Year of Stress Leads to Broken Teeth

It’s no secret that 2020 has been a stressful year.  People are feeling concerned about their health/family’s health, uncertainty for the future and economic insecurity.  This stress can manifest itself not only mentally, but physically.  To cope with the stress, you may over eating, under eating, or possibly neglecting your personal hygiene.  These are all things you may be consciously doing/not doing, but did you know that stress can also unconsciously affect your health?

You may not even realize it, but your stress may cause you to grind or clench (bruxism) your teeth during the day, but the most significant damage can occur while you’re asleep.   “”Recently, the American Dental Association (ADA) has given us statistics on a survey they recently did here in September,”…”They’ve seen throughout the country a 50 percent increase in symptoms related to stress [which] include cracked teeth, fractured teeth, and excessive clenching and grinding, otherwise known as bruxism”2   

There are ways you can check to if you may be suffering from bruxism.  You can try to be aware if grinding/clenching during the day, but also check for chips, flattened teeth or sharp edges due to night grinding. Bruxism can also present itself in the form of a headache, sore jaw and/or teeth.  You can try to prevent this by managing your stress and/or wearing a nightly bite guard. 

Unfortunately, excessive force especially over a length of time can cause fractures, cracks, broken teeth and even tooth loss in serious cases. If this happens, you will want to make an appointment with your dentist right away.  Your dentist will assess if you need a root canal or if the too needs to be replaced.  If you find yourself with a broken tooth you may need to remove and replace the tooth with a crown or dental implant.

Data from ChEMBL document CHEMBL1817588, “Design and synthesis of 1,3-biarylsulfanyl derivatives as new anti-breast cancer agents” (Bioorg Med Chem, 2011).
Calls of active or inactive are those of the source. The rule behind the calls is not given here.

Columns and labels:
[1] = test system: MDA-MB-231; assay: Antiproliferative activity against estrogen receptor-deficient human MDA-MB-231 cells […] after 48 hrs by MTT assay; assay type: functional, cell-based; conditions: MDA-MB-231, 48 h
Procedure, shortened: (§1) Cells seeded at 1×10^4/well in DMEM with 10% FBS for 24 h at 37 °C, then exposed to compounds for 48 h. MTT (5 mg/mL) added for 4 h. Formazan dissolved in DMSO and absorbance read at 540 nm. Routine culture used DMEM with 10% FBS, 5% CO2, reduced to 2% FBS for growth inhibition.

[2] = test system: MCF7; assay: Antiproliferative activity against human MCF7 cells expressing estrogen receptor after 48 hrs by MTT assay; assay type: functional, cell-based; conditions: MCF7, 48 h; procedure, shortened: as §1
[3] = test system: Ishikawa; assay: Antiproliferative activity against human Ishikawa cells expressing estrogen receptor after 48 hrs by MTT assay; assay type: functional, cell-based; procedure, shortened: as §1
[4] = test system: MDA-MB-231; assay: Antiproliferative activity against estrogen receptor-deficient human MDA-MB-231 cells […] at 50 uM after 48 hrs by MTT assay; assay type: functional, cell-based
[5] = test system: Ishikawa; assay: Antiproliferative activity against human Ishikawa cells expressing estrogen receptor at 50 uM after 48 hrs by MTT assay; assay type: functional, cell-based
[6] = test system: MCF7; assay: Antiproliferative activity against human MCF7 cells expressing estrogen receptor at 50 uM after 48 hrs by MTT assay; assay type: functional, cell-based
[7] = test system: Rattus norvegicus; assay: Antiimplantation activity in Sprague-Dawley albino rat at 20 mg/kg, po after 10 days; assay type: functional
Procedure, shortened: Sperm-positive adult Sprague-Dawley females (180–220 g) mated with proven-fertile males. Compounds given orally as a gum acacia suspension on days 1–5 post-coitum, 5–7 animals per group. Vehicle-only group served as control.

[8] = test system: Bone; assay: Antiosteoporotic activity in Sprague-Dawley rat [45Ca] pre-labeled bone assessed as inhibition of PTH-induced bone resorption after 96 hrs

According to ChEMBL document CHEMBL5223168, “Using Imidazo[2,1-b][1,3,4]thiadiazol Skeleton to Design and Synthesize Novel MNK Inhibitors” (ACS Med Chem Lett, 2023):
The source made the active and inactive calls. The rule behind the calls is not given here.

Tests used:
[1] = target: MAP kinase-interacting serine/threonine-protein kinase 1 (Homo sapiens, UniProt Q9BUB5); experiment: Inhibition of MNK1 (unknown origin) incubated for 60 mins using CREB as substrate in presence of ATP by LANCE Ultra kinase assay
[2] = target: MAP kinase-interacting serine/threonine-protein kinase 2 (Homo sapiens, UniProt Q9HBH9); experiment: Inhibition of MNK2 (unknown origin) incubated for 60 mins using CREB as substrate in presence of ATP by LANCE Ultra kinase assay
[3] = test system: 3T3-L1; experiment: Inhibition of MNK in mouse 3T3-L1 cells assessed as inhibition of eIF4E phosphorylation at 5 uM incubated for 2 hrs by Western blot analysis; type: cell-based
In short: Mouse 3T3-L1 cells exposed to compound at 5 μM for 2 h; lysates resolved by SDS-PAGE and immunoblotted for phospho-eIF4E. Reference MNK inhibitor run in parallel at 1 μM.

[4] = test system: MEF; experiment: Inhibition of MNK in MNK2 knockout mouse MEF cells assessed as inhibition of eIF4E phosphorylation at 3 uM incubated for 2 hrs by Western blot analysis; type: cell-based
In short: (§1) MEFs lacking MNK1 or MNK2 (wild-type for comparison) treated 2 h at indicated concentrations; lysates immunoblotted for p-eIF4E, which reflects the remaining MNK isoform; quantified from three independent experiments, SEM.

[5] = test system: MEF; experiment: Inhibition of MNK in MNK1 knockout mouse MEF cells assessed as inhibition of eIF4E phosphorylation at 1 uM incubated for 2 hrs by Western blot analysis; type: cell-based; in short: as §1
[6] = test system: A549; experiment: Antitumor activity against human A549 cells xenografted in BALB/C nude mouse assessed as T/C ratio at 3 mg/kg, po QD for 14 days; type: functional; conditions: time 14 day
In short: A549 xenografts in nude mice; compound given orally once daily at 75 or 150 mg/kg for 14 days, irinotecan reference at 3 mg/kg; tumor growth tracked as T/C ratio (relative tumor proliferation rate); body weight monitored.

It is important to see your dentist at the first sign of a problem.  Do not allow fear of going to the dentist during this pandemic cause your oral health to decline.  Rest assured that your dentist is doing everything he/she can to keep you safe.  “Less than 1 percent of dentists in the country have gotten COVID-19, and that’s an average of the general population.”2  This shows that the dental community is taking every precaution to keep you safe. 

If you are interested in dental implant surgery, please call 888.257.4025 to set up a consultation with Dr. Young.  He has several office locations he works out of throughout Southeast Michigan.


1.  6 ways stress affects your teeth and how to avoid it during quarantine. Available online on 16 November 2020.  Website:

2.  Reilley, Sabrina.  Western Mass News.  “Dentists report uptick in cracked teeth due to increased stress”  12 November 2020.  Available online on 16 November 2020.  Website:

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